Massive Week Will Culminate In Dramatic Canonization Of A Great Saint Named Pio
By Michael H. Brown
It's a massive week ahead, and the high point will be the dramatic, historic canonization of Padre Pio -- sure to take his place among the pantheon of greatest-ever saints. The largest crowd in the history of canonizations in Rome -- between 400,000 and 800,000 -- is expected as wave after wave of groups and nationalities parade their banner into St. Peter's Square for the climax.
There has not been a mystic of this stature since St. Francis of Assisi, so don't be surprised to hear accounts of miracles in and around the canonization Sunday. Pray for your own miracle. Pray for this great saint's intercession! And pray always for the protection of Rome against terrorism. We'll bring you constant reports.
It's a week that has already started with word the Orthodox Patriarch has said Mass at a Catholic basilica for the first time in more than 1,000 years; that a bishop in Holland has approved an apparition know as "the Lady of All Nations"; that Sister Lucia of Fatima's new book contains a motherlode of spiritual direction; and that the Pope may be speaking out on climate change. We'll have more on these stories as well.
On a down note, it's also a week that will see the U.S. bishops meeting over the sexual scandals. It's a crucial meeting, and we believe that bishops must take the strictest route to recover credibility. Those who have abused children, past or present, should be defrocked and sent to do penance in a monastery. A public that sees such action -- a sudden barrage of abusive priests sent away -- will be greatly encouraged and relieved and a healing process will have started.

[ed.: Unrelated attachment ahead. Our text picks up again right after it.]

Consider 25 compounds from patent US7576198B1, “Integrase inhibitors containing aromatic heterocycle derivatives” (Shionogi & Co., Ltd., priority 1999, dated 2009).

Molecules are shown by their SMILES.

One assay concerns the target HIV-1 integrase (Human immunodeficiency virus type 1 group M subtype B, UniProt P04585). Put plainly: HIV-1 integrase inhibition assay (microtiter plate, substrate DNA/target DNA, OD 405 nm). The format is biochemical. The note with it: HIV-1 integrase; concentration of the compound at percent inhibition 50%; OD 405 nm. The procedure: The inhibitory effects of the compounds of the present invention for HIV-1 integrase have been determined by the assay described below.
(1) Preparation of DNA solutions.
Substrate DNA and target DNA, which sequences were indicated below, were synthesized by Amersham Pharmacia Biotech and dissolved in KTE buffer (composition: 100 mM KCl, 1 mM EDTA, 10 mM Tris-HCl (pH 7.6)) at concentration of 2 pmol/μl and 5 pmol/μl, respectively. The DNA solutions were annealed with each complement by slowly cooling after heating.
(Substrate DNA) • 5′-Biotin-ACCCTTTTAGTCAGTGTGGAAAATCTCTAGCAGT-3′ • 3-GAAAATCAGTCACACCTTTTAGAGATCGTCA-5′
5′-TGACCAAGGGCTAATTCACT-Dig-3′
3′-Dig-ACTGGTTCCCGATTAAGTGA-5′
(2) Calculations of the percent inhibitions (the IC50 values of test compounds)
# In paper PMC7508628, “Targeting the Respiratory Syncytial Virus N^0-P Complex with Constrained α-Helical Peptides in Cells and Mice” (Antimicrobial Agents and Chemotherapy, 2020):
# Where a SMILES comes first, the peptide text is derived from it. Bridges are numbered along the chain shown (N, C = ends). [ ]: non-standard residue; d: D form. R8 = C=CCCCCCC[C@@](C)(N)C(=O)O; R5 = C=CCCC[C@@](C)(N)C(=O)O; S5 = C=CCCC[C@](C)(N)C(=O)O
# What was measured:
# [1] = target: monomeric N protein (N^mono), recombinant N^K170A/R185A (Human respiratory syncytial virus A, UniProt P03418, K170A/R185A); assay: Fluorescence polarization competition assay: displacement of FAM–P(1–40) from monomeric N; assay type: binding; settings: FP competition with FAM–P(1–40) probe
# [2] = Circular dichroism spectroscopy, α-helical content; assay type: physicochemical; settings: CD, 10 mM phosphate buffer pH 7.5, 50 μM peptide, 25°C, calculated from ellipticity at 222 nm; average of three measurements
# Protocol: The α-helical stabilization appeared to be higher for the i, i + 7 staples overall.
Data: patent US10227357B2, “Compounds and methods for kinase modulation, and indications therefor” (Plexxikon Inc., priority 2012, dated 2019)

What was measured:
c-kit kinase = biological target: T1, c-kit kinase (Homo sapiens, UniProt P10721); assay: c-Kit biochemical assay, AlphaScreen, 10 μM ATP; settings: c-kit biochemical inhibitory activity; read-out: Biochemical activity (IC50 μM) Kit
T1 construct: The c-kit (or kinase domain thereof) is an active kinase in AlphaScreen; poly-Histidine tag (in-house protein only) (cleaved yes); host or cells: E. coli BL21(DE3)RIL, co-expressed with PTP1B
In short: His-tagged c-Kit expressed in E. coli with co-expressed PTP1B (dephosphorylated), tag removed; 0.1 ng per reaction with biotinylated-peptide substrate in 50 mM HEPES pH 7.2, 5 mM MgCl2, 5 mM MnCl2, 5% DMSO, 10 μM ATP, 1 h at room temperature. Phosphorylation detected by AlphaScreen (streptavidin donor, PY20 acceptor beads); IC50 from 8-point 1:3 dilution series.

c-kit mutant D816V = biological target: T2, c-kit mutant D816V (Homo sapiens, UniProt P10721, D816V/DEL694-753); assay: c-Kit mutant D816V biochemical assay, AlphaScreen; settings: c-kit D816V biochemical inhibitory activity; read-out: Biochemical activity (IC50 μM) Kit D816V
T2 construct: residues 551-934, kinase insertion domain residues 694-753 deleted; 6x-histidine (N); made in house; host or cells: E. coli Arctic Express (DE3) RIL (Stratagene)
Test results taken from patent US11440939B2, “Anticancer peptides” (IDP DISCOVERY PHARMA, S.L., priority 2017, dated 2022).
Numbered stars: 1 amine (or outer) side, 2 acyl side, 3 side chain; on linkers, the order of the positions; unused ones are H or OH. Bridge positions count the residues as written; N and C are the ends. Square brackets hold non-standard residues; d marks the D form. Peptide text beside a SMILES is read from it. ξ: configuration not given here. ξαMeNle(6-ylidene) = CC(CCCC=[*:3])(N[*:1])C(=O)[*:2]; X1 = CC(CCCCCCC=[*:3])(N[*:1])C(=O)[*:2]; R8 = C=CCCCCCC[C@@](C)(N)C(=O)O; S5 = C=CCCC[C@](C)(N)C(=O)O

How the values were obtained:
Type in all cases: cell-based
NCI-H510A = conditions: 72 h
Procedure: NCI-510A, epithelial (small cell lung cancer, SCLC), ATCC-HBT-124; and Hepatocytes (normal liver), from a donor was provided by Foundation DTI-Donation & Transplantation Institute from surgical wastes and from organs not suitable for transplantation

The key is going to be for the bishops to take the role of "spiritual leaders" instead of that of a "religious government." It is bureaucracy, liberalism, and psychology -- which so readily excuse sin -- that threw the Church into this fix to begin with.
At the same time, the media should be cautioned that, unless and until there are additional major revelations (which may in fact occur), its coverage has reached the point of saturation. While we believe evil should be uncovered, we are aware, at the same time, that many in the media have a hidden or at least subconscious agenda, and that's to damage Catholicism (starting, of course, with the priesthood). In truth, the scandal of immorality pervades our entire culture, more so outside the Church than inside -- and in large part was brought to be by the same media. We'll take a look at phenomena like Ozzie Osbourne. And we'll continue to cover the scandal.
But we'll stay focused on Padre Pio, for this will be the most historic aspect of the coming week, when all is said and done.
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